For instance, Naggar said, when residential solar power was first introduced, many people were sold roof-mounted arrays with the idea that they would significantly cut into their electricity costs. After a couple of years of unimpressive results, some homeowners abandoned the systems and stopped maintaining them due to a diminishing lack of return on their investment.

"The benefit didn't equal the cost," Naggar said.

In recent years, new solar power systems have been introduced that address many of those former issues, but Naggar said that the new systems serve to prove his point about the wisdom of proceeding slowly and carefully with regard to wind energy systems.

Joe Terrazas, a former City Council candidate, shares many of Naggar's concerns and then some.

"Not one should be permitted in the city," he said. "They look like hell. And the sound, it's annoying: 'whump, whump, whump.'"

Before the recent council meeting, Terrazas sent Naggar an e-mail that spelled out his opposition.

Terrazas said people complain every time a cell phone company tries to put up a new cell phone tower.

"And now you want to put up these fans, these prop jobs," he said. "I don't want it around here. ... They're an eyesore."

Roof-top systems

While the small roof-top systems mentioned by Edwards during a recent council meeting might seem like a possible compromise, those types of systems account for less than .002 percent of all small wind turbine installations, according to Ron Stimmel of the Washington D.C.-based American Wind Energy Association.

"This type of application tends to drastically underperform their tall, tower-mounted counterparts simply because the clearance between the turbine and the roof ---- an obstacle to the wind ---- prevents the turbine from intercepting quality winds," he said. "If the town wants more green energy, it will allow for taller tower heights."

Regarding the efficiency issues raised by Naggar, Stimmel said a zoning commission should have "zero concern" over that.

"The issue is whether a turbine ---- or any other structure ---- affects the safety, health and well-being of the public," he said. "Small wind turbines have shown to increase neighboring property values, reduce stress on power grids and (produce) a number of other public and private benefits."

On efficiency

C.P. van Dam, a U.C. Davis professor who is an expert on wind energy systems, said the aesthetics of the systems will always be an "eye of the beholder" issue. But the engineering issues broached by Naggar are another matter.

"Look at the top suppliers of these machines. They're very well-engineered, very efficient devices for generating electric power. There is nothing wrong with these turbines per se," van Dam said.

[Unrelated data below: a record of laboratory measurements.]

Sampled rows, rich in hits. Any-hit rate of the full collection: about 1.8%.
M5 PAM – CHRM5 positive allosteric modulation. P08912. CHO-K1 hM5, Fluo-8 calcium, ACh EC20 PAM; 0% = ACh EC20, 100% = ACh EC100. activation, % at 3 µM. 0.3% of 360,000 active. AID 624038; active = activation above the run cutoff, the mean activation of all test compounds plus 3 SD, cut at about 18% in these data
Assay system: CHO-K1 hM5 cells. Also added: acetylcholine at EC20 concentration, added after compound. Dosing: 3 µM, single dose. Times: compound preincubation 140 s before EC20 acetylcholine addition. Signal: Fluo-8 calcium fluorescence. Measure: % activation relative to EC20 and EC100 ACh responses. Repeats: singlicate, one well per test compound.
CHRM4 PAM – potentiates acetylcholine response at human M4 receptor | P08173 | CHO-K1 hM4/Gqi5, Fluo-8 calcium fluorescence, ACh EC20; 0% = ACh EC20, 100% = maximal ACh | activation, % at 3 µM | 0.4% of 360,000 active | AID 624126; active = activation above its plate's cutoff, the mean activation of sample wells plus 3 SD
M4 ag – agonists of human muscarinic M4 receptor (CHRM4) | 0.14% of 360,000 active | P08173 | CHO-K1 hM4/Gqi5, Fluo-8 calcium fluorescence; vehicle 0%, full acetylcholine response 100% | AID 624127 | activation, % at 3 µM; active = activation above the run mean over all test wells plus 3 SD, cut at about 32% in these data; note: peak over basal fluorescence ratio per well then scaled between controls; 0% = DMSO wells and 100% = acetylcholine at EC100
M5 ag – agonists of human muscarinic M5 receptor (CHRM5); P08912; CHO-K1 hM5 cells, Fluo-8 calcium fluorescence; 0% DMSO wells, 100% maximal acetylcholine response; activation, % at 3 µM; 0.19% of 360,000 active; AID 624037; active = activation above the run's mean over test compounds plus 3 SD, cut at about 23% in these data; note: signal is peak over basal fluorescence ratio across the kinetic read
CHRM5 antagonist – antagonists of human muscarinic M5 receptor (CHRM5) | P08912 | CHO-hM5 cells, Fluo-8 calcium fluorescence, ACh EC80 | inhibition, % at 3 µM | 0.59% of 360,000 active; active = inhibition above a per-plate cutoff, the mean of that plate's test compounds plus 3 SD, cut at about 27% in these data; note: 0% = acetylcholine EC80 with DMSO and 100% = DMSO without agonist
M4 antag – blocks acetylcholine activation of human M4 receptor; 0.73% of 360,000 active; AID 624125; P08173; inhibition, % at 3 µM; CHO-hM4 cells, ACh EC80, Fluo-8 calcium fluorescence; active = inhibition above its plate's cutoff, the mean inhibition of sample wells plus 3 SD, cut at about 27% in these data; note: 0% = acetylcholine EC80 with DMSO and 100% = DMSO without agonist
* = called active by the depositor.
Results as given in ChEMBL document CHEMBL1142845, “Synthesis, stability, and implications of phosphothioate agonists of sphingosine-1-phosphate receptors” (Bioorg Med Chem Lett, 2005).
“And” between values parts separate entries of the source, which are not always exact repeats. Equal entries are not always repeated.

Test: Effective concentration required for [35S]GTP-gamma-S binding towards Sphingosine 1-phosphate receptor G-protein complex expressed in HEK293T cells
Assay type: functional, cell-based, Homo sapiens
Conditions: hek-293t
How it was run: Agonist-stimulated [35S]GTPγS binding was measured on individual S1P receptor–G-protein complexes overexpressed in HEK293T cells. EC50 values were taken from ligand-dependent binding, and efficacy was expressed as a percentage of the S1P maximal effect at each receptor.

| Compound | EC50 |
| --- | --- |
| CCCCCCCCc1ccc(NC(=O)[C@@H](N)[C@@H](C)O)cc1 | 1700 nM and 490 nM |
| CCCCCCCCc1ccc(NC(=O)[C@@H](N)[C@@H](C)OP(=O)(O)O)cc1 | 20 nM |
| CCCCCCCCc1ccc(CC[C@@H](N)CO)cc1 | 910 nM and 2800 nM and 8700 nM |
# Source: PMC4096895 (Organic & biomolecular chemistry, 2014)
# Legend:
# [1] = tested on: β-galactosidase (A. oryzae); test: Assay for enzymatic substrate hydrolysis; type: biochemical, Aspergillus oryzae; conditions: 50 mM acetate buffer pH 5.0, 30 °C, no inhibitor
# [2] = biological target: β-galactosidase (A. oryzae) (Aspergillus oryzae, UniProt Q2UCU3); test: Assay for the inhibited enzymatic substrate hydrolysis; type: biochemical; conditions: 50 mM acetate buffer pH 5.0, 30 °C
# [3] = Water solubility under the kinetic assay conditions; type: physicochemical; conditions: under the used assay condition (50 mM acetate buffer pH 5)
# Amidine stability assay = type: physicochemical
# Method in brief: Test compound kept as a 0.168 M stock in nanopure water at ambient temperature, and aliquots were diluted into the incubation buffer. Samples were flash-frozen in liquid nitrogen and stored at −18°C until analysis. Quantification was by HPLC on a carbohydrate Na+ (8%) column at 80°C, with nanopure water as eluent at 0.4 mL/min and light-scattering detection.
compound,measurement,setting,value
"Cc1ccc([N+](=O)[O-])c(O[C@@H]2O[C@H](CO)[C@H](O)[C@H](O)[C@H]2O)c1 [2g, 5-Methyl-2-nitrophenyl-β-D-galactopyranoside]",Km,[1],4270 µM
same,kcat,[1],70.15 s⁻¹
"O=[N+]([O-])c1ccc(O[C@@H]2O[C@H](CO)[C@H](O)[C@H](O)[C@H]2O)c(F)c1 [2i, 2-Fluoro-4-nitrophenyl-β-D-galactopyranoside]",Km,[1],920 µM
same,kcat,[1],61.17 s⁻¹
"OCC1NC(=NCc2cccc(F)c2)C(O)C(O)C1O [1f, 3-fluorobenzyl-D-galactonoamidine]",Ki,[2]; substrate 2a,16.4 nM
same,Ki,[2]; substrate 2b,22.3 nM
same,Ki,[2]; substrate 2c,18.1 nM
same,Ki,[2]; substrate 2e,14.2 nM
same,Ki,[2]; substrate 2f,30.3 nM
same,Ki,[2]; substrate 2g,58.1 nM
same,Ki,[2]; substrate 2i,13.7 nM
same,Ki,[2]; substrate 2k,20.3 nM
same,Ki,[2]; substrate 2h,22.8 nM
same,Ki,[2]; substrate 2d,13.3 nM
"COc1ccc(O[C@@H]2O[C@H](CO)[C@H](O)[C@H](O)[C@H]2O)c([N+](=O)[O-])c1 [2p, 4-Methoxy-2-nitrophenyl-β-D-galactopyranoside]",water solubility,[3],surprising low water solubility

Van Dam is a mechanical engineer who works with the California Wind Energy Collaborative, a partnership of the University of California and the California Energy Commission.

The commission was established in 2002 to provide a centralized, state-level forum for wind power issues that is not bound by the constraints of government and industry bodies.

Answering questions prompted by Naggar's concerns about the reliability and the efficiency of modern wind energy systems, van Dam said that a homeowner should always be careful before buying a system.

A home's annual exposure to the sun is a relatively easy thing to measure for someone making the decision to install solar panels, but wind is a little trickier.

Van Dam said a good wind survey would measure the amount of wind that passes by a proposed location for one to four years. After calculating that number, a homeowner would need to decide on a system that would best capture that wind energy. If the amount of electricity generated by the system would make sense based on the cost a person is paying for electricity, van Dam said it would make sense to move forward.

As for what sort of system a homeowner would buy, van Dam recommended residents consult state Web sites that list recommended providers.

"Any product you buy, you have to be careful with," he warned. "There's a move to have a certification process for these turbines. That's falling in place as we speak."

That certification process, van Dam said, would give consumers another tool to help them make their decision with more confidence.


Source: http://www.nctimes.com/arti...

JUL 12 2009
https://www.windaction.org/posts/21140-not-in-my-neighbor-s-back-yard-use-of-wind-power-generators-vex-temecula-officials